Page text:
Not for sale, single item issue for myself. This drawing was made in Blackpool when I was 18, I was looking at making smaller runs using vinyl transfer so I did this as a trial. Never took it any further to be honest as I didn’t really like the way it looked after a few washes as you can no doubt see.
Another sample, this time using digital transfer. Turned out not too bad although the badge was too faint.
Copy of the 1991 Final design reworked for the 2005 League Cup Final. Another transfer and autographed by all the squad. Not really for general sale.
Designed in protest at the decision to hand the Cooper Stand over to Rangers & Celtic fans a few years back, again never went on general sale as I’m not keen on transfers.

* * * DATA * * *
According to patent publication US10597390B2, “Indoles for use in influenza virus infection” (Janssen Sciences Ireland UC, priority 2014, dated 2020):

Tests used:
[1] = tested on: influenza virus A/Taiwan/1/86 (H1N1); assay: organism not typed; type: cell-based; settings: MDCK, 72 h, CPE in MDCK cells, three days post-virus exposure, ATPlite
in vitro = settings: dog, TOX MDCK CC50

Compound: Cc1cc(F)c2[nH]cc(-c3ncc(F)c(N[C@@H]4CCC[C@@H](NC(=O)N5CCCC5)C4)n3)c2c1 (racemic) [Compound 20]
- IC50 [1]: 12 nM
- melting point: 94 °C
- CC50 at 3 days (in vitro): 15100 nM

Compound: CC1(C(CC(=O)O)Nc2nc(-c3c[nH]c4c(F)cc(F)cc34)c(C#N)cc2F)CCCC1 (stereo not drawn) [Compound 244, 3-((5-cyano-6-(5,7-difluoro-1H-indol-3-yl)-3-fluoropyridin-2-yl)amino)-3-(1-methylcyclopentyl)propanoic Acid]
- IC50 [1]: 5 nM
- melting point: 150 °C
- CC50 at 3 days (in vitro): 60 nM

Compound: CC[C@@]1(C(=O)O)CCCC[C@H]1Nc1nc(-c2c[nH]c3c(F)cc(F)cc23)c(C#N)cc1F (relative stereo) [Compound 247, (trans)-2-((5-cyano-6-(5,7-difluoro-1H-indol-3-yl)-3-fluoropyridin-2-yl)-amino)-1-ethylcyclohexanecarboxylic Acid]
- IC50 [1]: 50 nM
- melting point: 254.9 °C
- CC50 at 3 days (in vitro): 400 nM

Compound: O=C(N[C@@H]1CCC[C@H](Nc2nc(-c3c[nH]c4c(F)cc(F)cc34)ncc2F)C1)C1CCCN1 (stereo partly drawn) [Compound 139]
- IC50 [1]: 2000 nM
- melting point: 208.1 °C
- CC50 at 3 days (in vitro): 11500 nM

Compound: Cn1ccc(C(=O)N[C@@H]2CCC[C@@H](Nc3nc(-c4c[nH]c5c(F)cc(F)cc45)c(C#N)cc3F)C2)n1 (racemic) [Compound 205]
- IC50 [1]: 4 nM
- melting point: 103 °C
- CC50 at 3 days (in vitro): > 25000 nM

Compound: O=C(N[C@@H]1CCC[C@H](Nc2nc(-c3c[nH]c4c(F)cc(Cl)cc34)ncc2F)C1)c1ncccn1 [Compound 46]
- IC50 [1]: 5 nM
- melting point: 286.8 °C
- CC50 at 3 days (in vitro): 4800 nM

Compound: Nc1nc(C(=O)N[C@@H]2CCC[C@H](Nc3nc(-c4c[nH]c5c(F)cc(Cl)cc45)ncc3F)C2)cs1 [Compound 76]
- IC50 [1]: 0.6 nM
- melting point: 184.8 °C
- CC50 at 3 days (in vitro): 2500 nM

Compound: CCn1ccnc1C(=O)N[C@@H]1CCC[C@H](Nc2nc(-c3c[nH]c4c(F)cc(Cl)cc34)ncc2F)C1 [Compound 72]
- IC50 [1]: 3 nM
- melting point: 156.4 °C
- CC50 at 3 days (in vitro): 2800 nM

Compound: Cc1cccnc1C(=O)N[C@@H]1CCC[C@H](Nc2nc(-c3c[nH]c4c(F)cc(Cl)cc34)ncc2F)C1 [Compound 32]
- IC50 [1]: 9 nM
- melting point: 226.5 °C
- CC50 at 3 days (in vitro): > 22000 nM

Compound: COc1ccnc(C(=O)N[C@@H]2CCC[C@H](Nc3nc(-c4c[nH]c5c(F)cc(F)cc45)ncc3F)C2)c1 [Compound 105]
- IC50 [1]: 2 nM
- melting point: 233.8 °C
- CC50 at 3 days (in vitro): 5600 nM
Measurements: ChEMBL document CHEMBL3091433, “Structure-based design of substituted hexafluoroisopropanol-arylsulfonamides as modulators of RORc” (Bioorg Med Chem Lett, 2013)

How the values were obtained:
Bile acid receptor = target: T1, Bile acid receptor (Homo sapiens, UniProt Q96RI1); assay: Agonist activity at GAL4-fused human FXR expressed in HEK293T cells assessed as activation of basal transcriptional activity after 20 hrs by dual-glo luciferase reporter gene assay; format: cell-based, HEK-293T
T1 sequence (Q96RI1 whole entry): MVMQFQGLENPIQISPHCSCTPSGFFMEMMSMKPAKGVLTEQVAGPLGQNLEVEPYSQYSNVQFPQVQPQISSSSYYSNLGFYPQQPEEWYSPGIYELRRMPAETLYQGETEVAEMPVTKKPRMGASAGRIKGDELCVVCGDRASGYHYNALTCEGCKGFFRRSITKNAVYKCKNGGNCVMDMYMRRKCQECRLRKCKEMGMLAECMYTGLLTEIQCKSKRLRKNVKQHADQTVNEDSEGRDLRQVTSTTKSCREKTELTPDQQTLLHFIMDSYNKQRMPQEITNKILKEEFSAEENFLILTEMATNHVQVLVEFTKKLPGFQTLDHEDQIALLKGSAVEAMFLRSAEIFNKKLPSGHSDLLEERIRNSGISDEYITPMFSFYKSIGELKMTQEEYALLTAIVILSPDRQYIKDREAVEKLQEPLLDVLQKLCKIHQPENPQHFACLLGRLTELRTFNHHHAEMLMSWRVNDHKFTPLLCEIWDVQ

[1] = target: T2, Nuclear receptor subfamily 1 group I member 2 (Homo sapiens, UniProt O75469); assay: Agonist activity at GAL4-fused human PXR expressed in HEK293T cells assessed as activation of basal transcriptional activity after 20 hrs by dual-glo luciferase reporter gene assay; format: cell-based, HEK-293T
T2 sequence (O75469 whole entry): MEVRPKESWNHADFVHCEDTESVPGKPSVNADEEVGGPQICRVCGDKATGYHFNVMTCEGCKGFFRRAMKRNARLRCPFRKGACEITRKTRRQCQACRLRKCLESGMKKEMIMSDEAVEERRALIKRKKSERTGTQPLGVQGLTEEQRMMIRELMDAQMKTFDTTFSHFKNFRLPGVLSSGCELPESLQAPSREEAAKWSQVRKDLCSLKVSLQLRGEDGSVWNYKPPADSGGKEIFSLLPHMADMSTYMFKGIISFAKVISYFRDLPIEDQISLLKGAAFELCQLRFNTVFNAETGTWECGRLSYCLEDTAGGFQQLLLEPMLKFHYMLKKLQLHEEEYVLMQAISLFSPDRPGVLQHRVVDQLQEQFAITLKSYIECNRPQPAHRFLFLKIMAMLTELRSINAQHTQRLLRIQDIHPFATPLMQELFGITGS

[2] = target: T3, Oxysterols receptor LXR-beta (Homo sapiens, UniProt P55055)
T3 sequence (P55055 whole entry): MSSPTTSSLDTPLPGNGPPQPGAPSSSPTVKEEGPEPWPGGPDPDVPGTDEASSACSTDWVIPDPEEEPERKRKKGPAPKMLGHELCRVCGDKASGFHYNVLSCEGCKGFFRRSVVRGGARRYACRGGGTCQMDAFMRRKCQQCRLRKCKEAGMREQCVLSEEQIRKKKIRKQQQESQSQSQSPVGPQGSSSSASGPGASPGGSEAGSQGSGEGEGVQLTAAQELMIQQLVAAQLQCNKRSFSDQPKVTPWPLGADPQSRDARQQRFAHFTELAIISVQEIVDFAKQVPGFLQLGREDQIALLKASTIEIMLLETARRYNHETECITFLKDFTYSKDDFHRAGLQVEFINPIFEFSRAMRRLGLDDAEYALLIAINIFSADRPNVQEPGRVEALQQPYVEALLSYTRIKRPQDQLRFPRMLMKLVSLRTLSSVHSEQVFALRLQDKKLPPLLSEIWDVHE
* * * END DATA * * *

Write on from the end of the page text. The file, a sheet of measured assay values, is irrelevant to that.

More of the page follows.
Extended Highlights, one off transfer from a mate who ran A Healthy Obsession label to celebrate the release of my book of the same name.
Produced as it says to mark the 100th and final issue of One Step Beyond.
A reworking of the original Compost Corner design but changed to suit a Motherwelly audience.
The end of the beginning. No Barrier To Style design was the last one before changing to Daft Laddie. In fact it was the first one under Daft Laddie as well because I had another updated one offered to me by the designer, Andy Lewis. But that’s for the other site to tell the story.